The FIFA World Cup tournament will be starting in 12 days in Russia. This is the most popular sporting event in the world. With an estimated 46% of the planet’s population eagerly watching the FIFA World Cup tournament it should come as no surprise that this event has spawned numerous scams and identity theft schemes concocted by criminals around the world.  One of the most common scams involves an email informing you that you have won tickets to the tournament.  However, if you click on the link in the email, you will only succeed in downloading malware on your computer that will steal your personal information which will then be used to make you a victim of identity theft.  Another common scam being seen now is one in which you are promised that by clicking on links in the email you will either be able to get free access to the games streamed on the Internet or free news and highlight videos.  Again, however, if you click on the links, you will end up installing malware on your computer.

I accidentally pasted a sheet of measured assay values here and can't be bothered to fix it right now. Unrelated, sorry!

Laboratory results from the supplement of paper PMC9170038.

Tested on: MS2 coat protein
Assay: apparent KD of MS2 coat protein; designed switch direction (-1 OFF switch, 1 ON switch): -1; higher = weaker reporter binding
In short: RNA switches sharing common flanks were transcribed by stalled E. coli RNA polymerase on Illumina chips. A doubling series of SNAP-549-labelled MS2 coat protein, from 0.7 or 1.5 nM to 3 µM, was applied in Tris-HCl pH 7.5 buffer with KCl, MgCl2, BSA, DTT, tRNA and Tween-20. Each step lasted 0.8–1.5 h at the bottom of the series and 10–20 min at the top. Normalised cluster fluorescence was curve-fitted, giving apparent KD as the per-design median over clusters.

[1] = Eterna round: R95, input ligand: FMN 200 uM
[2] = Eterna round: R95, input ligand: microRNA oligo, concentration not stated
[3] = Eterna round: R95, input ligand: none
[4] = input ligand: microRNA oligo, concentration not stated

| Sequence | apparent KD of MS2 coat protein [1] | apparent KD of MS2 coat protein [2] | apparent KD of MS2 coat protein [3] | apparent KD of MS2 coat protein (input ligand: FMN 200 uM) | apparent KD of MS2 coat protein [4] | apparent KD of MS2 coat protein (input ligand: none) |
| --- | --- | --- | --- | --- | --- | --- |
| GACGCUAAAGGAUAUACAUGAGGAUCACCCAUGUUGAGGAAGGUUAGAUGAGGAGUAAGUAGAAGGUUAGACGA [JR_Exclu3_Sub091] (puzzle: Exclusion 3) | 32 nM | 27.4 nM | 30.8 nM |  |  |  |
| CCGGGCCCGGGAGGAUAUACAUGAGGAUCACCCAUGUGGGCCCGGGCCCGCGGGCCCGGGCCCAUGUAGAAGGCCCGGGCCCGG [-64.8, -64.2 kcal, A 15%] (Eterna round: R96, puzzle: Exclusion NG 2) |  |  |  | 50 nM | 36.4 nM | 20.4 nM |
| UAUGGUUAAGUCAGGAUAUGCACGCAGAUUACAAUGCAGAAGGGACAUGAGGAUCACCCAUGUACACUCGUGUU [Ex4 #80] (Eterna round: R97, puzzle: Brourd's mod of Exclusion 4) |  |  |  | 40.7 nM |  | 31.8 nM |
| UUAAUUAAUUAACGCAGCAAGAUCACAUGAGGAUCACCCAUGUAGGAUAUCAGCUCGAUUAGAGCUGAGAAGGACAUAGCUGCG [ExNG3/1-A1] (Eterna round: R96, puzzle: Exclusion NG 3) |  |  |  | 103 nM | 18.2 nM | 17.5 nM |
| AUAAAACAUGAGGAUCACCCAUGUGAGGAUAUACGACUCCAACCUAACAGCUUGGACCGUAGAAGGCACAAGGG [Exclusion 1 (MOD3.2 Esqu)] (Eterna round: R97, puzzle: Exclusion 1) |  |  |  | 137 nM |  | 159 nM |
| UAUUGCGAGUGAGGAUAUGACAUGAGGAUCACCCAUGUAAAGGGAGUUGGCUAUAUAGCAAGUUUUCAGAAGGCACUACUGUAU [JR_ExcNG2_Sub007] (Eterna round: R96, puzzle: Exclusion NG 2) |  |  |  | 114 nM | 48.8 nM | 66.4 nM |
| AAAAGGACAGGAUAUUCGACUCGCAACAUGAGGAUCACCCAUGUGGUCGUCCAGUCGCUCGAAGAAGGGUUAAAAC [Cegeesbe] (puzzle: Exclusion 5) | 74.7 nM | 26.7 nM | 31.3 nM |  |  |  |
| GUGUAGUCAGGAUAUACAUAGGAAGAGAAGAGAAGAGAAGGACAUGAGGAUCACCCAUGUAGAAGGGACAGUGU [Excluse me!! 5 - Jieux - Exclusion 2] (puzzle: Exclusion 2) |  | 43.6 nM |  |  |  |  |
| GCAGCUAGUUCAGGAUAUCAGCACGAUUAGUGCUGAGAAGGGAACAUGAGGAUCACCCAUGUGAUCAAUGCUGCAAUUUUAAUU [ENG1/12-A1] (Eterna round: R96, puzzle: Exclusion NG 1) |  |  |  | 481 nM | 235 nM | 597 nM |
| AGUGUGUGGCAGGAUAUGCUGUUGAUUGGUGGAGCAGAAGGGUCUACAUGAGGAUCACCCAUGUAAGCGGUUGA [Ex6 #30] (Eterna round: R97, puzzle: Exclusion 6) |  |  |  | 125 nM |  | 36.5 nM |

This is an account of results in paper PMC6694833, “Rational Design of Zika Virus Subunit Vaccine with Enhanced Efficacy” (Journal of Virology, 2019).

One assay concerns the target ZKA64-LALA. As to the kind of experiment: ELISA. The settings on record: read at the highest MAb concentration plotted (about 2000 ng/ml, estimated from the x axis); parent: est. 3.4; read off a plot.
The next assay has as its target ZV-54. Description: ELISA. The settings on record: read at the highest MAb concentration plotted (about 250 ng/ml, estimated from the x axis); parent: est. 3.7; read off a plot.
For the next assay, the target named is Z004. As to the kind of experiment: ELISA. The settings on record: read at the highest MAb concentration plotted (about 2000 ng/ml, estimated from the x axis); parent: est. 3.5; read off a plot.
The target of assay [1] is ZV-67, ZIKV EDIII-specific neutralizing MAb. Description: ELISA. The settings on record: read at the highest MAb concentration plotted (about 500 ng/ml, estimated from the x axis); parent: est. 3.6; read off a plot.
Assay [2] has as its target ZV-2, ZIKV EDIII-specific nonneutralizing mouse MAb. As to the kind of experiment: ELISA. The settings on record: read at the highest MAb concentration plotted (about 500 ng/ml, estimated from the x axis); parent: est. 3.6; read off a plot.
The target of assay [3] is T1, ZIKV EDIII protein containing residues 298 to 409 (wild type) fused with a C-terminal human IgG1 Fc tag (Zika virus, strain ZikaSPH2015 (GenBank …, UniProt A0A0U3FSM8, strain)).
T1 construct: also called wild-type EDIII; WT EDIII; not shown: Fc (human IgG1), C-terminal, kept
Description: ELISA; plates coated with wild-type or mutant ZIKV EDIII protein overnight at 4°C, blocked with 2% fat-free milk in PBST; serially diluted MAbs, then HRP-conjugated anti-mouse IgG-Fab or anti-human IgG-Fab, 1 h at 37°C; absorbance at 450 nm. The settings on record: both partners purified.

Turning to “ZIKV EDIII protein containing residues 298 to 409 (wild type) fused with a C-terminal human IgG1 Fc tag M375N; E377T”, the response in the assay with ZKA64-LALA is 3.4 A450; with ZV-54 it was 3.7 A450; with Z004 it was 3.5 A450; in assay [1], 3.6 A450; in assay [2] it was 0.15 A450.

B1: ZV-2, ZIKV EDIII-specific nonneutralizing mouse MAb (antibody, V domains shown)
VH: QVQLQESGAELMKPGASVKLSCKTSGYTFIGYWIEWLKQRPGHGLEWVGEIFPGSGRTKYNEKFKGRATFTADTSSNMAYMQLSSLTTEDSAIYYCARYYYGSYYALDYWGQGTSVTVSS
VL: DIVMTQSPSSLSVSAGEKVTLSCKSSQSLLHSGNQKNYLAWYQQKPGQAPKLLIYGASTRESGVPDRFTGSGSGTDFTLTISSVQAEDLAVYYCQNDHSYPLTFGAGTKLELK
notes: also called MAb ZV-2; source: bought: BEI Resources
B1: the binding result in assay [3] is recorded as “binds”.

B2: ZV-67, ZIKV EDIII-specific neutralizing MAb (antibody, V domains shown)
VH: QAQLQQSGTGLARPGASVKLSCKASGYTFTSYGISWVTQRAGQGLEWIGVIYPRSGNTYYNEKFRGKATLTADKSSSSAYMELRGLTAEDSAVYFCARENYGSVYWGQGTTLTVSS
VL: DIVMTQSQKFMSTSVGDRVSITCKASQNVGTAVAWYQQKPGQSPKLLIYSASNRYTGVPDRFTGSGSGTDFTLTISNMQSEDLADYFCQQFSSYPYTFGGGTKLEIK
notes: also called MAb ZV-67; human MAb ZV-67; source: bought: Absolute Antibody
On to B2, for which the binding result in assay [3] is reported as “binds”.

Phony lotteries that appear to be operated by FIFA or its corporate sponsors such as Visa or Coca Cola are also popular with scammers. Victims receive emails informing them that they have won a lottery that they never entered and are asked to pay fees required to claim their prize. They also may be required to provide personal information, which is then used for purposes of identity theft.
There also are numerous scammers selling tickets to the games and “official” merchandise on line. Official World Cup tickets can only be purchased on the official FIFA website and the tickets are personalized. Even someone buying a real ticket from a scalper runs the risk of not having an ID match the information on the ticket and being unable to enter the stadium.
The advice is the same as always. Never click on links in emails unless you are absolutely sure that they are legitimate.  It is impossible to win a contest you have not entered so that should be warning enough not to click on links in emails regarding contests you apparently have won although you never entered.  It is impossible to know if any of these emails that you receive regarding the World Cup are legitimate, so do yourself a favor and stick to either the official FIFA website, or other sports websites that you know are legitimate, such as ESPN’s  Also, make sure that your anti-malware and anti-virus security software is up to date. As for purchasing tickets or official merchandise, again you are better by only dealing with the official FIFA website.
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